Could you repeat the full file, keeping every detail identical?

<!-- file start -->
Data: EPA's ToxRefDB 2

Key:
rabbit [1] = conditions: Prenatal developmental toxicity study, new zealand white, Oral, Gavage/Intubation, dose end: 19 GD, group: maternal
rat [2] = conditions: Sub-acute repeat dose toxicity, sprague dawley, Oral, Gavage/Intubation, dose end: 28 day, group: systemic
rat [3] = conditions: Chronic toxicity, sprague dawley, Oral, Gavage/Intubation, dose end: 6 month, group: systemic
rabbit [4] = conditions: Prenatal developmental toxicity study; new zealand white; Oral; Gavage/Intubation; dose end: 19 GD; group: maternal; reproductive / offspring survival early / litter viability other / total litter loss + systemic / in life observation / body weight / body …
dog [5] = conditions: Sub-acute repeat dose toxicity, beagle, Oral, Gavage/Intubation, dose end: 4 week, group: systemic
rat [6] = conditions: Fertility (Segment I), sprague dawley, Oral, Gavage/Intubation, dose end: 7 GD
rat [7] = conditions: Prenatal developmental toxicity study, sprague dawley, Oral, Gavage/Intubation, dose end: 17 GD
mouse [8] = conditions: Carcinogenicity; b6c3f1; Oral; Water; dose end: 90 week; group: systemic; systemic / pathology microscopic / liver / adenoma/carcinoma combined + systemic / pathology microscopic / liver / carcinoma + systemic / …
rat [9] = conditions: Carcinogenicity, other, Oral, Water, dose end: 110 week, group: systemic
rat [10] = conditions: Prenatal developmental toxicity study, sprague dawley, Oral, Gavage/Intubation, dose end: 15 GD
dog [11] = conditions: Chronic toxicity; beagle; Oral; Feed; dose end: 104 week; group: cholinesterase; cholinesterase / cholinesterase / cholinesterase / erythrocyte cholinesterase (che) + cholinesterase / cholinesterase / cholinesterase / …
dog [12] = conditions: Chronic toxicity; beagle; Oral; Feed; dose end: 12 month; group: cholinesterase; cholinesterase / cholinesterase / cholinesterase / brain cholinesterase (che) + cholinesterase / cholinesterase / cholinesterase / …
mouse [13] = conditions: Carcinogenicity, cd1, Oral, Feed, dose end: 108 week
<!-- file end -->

Data: EPA's ToxRefDB 2

Key:
rabbit [1] = conditions: Prenatal developmental toxicity study, new zealand white, Oral, Gavage/Intubation, dose end: 19 GD, group: maternal
rat [2] = conditions: Sub-acute repeat dose toxicity, sprague dawley, Oral, Gavage/Intubation, dose end: 28 day, group: systemic
rat [3] = conditions: Chronic toxicity, sprague dawley, Oral, Gavage/Intubation, dose end: 6 month, group: systemic
rabbit [4] = conditions: Prenatal developmental toxicity study; new zealand white; Oral; Gavage/Intubation; dose end: 19 GD; group: maternal; reproductive / offspring survival early / litter viability other / total litter loss + systemic / in life observation / body weight / body …
dog [5] = conditions: Sub-acute repeat dose toxicity, beagle, Oral, Gavage/Intubation, dose end: 4 week, group: systemic
rat [6] = conditions: Fertility (Segment I), sprague dawley, Oral, Gavage/Intubation, dose end: 7 GD
rat [7] = conditions: Prenatal developmental toxicity study, sprague dawley, Oral, Gavage/Intubation, dose end: 17 GD
mouse [8] = conditions: Carcinogenicity; b6c3f1; Oral; Water; dose end: 90 week; group: systemic; systemic / pathology microscopic / liver / adenoma/carcinoma combined + systemic / pathology microscopic / liver / carcinoma + systemic / …
rat [9] = conditions: Carcinogenicity, other, Oral, Water, dose end: 110 week, group: systemic
rat [10] = conditions: Prenatal developmental toxicity study, sprague dawley, Oral, Gavage/Intubation, dose end: 15 GD
dog [11] = conditions: Chronic toxicity; beagle; Oral; Feed; dose end: 104 week; group: cholinesterase; cholinesterase / cholinesterase / cholinesterase / erythrocyte cholinesterase (che) + cholinesterase / cholinesterase / cholinesterase / …
dog [12] = conditions: Chronic toxicity; beagle; Oral; Feed; dose end: 12 month; group: cholinesterase; cholinesterase / cholinesterase / cholinesterase / brain cholinesterase (che) + cholinesterase / cholinesterase / cholinesterase / …
mouse [13] = conditions: Carcinogenicity, cd1, Oral, Feed, dose end: 108 week